There were no contracts drawn, no plans for a second gathering, no city hall meetings set. Hernandez said he liked one guy's idea to use the able-bodied homeless to build an apartment building on a city-owned lot in Liberty City and then allow the homeless to live in it and promised Rameau he would be in touch.
"You'll see me here again," Hernandez said, placing a hand on Rameau's shoulder and squeezing.
Hernandez was smiling, but Rameau wasn't. Tamara Lush
A Memo to El Nuevo's Newsroom
Filed under: Flotsam
From: Castello, Humberto
Sent: Thursday, November 30, 2006, 4:59 p.m.
To: El Nuevo Herald newsroom
Subject: El Nuevo code of ethics
The other day, as women fled the imaginary bullets of our loco caricturista's plastic machine gun, and SWAT teams trained their snipers on my office, I got to thinking it was time to reevaluate our professional standards here at El Nuevo Herald.
• Test the accuracy of information from all sources, and exercise care to avoid inadvertent error. Unless the government pays you not to. Or you are insinuating links between reporters at our hermana paper and Cuban spy agencies.
• Never distort the content of news photos or video. The exception is jineteras. Jineteras don't technically have souls. Feel free to have your way with them er, their images.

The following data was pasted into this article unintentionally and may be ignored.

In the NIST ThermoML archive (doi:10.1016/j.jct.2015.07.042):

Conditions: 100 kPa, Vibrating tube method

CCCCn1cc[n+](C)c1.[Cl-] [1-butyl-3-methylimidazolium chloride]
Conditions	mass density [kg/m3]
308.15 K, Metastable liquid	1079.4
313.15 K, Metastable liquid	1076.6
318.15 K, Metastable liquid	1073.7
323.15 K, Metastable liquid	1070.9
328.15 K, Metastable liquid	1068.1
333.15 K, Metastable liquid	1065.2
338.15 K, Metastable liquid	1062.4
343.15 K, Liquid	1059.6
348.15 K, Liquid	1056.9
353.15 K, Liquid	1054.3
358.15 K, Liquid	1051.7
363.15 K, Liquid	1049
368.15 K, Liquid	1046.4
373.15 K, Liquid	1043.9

• Give voice to the voiceless; official and unofficial sources of information can be equally valid, including government propaganda agencies that transmit from airplanes.
• Avoid staged news events. If you're going to take hostages, use a real gun. Plastic weapons make fringe political demonstrations look cheap and store-bought. The CIA could stage a better junta. Let's use our heads, people. Calvin Godfrey
Filed under: News
This past November 16, Riptide reported on some trouble brewing at Camillus House, Miami's oldest homeless assistance charity. The article, "A Louse in the House," was about housing services director Stephanie Giering's dismissal for suspected fraud, and claimed that four other employees had resigned for allegedly having inappropriate relationships with Camillus clients.
The article incorrectly identified Rubiett Jenkins as Rubietta and wrongly called her Giering's assistant. Jenkins was the nonprofit's after-care coordinator. She reported to Kenneth King, Giering's deputy director. Jenkins denies doing anything improper. She quit Camillus because she wanted a better job opportunity, Jenkins said. "I resigned because I wasn't going anywhere. I was looking at a dead-end situation."
Jenkins also faxed New Times a copy of an employee verification form in which King praises her work ethic. He rated Jenkins an outstanding employee whom he would rehire. "I could always depend on her," King wrote.
According to Jenkins, she submitted her resignation sometime in mid-October, but she could not recall the exact date. On October 18, Camillus House human resources director Barbara Romero sent a memo to all employees demanding anyone who might have been involved in misconduct resign or be fired. The nonprofit terminated Giering on November 3. Francisco Alvarado